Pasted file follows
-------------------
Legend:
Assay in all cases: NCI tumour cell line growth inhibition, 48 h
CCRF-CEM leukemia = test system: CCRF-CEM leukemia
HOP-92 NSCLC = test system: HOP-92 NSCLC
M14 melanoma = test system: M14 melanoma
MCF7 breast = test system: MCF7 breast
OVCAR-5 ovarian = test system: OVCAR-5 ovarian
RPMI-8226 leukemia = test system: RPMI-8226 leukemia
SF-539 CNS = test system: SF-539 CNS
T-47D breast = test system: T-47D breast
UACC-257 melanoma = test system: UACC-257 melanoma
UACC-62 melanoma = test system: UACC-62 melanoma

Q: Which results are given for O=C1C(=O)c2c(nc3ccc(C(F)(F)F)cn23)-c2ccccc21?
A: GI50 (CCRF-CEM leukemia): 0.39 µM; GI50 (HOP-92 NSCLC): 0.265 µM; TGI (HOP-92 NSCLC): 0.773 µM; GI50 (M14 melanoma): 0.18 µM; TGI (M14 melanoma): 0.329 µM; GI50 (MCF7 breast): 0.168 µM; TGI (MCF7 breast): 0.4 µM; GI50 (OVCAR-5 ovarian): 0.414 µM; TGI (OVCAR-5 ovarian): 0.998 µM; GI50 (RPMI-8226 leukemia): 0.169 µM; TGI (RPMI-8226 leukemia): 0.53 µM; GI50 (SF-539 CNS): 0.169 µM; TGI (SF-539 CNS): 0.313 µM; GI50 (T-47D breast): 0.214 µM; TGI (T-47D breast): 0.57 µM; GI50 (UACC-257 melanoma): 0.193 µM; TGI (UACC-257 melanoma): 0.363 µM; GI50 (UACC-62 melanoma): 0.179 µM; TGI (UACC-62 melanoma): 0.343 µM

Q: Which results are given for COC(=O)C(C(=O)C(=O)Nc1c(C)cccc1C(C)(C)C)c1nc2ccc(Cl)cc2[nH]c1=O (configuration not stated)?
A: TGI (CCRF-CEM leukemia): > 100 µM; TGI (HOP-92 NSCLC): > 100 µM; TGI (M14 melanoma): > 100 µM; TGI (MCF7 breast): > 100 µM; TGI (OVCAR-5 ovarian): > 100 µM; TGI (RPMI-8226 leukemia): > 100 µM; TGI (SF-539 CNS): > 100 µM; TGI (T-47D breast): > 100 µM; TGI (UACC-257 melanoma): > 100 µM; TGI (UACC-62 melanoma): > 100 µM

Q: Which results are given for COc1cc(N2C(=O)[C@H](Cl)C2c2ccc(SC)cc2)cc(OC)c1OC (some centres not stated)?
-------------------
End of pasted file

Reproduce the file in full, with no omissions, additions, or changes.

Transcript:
Legend:
Assay in all cases: NCI tumour cell line growth inhibition, 48 h
CCRF-CEM leukemia = test system: CCRF-CEM leukemia
HOP-92 NSCLC = test system: HOP-92 NSCLC
M14 melanoma = test system: M14 melanoma
MCF7 breast = test system: MCF7 breast
OVCAR-5 ovarian = test system: OVCAR-5 ovarian
RPMI-8226 leukemia = test system: RPMI-8226 leukemia
SF-539 CNS = test system: SF-539 CNS
T-47D breast = test system: T-47D breast
UACC-257 melanoma = test system: UACC-257 melanoma
UACC-62 melanoma = test system: UACC-62 melanoma

Q: Which results are given for O=C1C(=O)c2c(nc3ccc(C(F)(F)F)cn23)-c2ccccc21?
A: GI50 (CCRF-CEM leukemia): 0.39 µM; GI50 (HOP-92 NSCLC): 0.265 µM; TGI (HOP-92 NSCLC): 0.773 µM; GI50 (M14 melanoma): 0.18 µM; TGI (M14 melanoma): 0.329 µM; GI50 (MCF7 breast): 0.168 µM; TGI (MCF7 breast): 0.4 µM; GI50 (OVCAR-5 ovarian): 0.414 µM; TGI (OVCAR-5 ovarian): 0.998 µM; GI50 (RPMI-8226 leukemia): 0.169 µM; TGI (RPMI-8226 leukemia): 0.53 µM; GI50 (SF-539 CNS): 0.169 µM; TGI (SF-539 CNS): 0.313 µM; GI50 (T-47D breast): 0.214 µM; TGI (T-47D breast): 0.57 µM; GI50 (UACC-257 melanoma): 0.193 µM; TGI (UACC-257 melanoma): 0.363 µM; GI50 (UACC-62 melanoma): 0.179 µM; TGI (UACC-62 melanoma): 0.343 µM

Q: Which results are given for COC(=O)C(C(=O)C(=O)Nc1c(C)cccc1C(C)(C)C)c1nc2ccc(Cl)cc2[nH]c1=O (configuration not stated)?
A: TGI (CCRF-CEM leukemia): > 100 µM; TGI (HOP-92 NSCLC): > 100 µM; TGI (M14 melanoma): > 100 µM; TGI (MCF7 breast): > 100 µM; TGI (OVCAR-5 ovarian): > 100 µM; TGI (RPMI-8226 leukemia): > 100 µM; TGI (SF-539 CNS): > 100 µM; TGI (T-47D breast): > 100 µM; TGI (UACC-257 melanoma): > 100 µM; TGI (UACC-62 melanoma): > 100 µM

Q: Which results are given for COc1cc(N2C(=O)[C@H](Cl)C2c2ccc(SC)cc2)cc(OC)c1OC (some centres not stated)?